“The best race car drivers have hand-eye reaction times that are 20 to 30 points higher than average humans,” Huggins says. “We’ll use a session on the board to set a baseline for a driver, and then have them come back after their workout to see how they measure up. For first-time drivers, the board is a wake-up call to the effects of stress and fatigue on their performance. We can show them the data on how much they’ve slowed down. We can also show them how much their reaction times have improved based upon their improved fitness.”
In addition to keeping reaction times as sharp as possible, drivers must be extremely fit to combat the punishment of repeated G-forces, which wreak havoc on blood flow, and to endure their other big enemy: heat. Track temperatures often exceed 100 degrees; drivers’ racing suits are stitched from fireproof fabric, not breathable membranes; and the cars don’t come with air conditioning. But the fitter a driver is, the more efficiently their body can act like a radiator and dispel heat through sweat. To help Porsche’s drivers maximize their body’s ability to cool, the Human Performance Center runs each driver through a heat chamber and runs a sweat check. This breaks down each athlete’s sweat rate and sodium loss. The result is a customized hydration fluid and rehydration schedule that keeps the driver’s neuromuscular system primed throughout a race.
“We’ll have a driver do a reaction board test, put them into a heat chamber for 30 minutes, then have them do the test again,” Huggins says. “They learn pretty quickly the value of staying hydrated as best they can. During a race such as Le Mans, where they swap in and out of the car with their teammates, there’s someone there to make sure they stay hydrated.”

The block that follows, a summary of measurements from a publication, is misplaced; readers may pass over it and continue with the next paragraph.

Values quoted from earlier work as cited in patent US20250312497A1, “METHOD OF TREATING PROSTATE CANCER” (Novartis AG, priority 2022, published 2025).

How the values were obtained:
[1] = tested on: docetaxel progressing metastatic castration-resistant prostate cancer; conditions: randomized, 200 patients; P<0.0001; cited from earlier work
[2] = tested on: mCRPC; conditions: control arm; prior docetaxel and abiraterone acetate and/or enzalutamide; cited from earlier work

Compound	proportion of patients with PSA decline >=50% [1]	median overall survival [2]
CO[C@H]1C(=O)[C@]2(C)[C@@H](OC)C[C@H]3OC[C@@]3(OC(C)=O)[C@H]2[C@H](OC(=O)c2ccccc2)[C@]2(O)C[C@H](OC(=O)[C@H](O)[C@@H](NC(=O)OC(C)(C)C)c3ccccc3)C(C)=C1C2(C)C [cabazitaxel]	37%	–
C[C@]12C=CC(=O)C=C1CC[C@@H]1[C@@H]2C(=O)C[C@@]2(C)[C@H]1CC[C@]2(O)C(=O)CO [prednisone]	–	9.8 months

If this all sounds like the stuff of Olympic-level athletes, that’s because it is. Porsche sees its drivers as an integral part of maintaining its stature as the most successful team in endurance racing history. By the time race day comes, the drivers will be as well tuned as the cars to deliver their strongest performance. “In the abstract, driving a race car isn’t hard,” says Dean Golich, a trainer with Carmichael Training Systems who’s tested Webber (“He could probably be a pro triathlete if he wanted to”) and worked with drivers across different classes. “But driving at 200 mph, avoiding traffic, when its 120 degrees inside the car, for four-plus hours—it’s a legit endurance sport. If you want to get a sense for what these guys endure, go into a sauna with a large nut and bolt and then screw and unscrew them together by hand four times every 20 seconds for four hours. Good luck.”
The Porsche-Endorsed Workout
These racing-specific core and stability exercises are tailor-made for endurance race car driving, but they’ll up your game in any sport.
1. Bottoms-Up Kettlebell Arm Bar
Works: Shoulder stability and grip
Start with a light kettlebell in your right hand. Lie on the floor, knees bent, feet flat on the floor, left arm flat on the ground for support. Raise the kettlebell up over your torso until your right arm is straight and vertical while keeping the bottom of the kettlebell pointed toward the ceiling. Work up to holding it steady for one minute. Repeat with left arm.
Good for: climbing, surfing, kayaking
2. Neck Pulls
Works: Core stability and neck strength
Sit upright on a stability ball while maintaining a neutral spine and a big chest. Wrap an elastic Theraband therapy band around your head. Pull the band forward for 15 seconds with your hands while keeping your neck straight. Repeat, this time pulling the band to your left, then back, then to the right, completing a full range of motion.
Good for: Mountain biking, trail running
3. Shoulder Pulls
Works: Core and shoulder stability
While standing tall, balance on one leg with your opposite knee bent to 90 degrees. Grab the ends of an elastic Theraband therapy band in each hand. Hold your arms straight out in front of you, and pull your arms away from each other for 15 to 20 reps, switching legs every 5 to 10 reps. Hold your arms overhead and repeat. Then grab the band behind your back with both hands at waist level and repeat.
Good for: Climbing, mountain-biking, swimming
4. One-Legged Toe Touches
Works: Back and overall stability
Stand on your right leg. Slowly bend at the waist and lower your torso while you raise your left leg behind you to counterbalance your upper body. Focus on keeping a straight line from your head to the heel of your counterbalancing foot. With your left hand, reach down to touch the toes on your right foot. Slowly raise yourself upright. Repeat, standing on your left leg and reaching with your right hand.
Good for: Skiing, snowboarding, surfing, climbing, trail running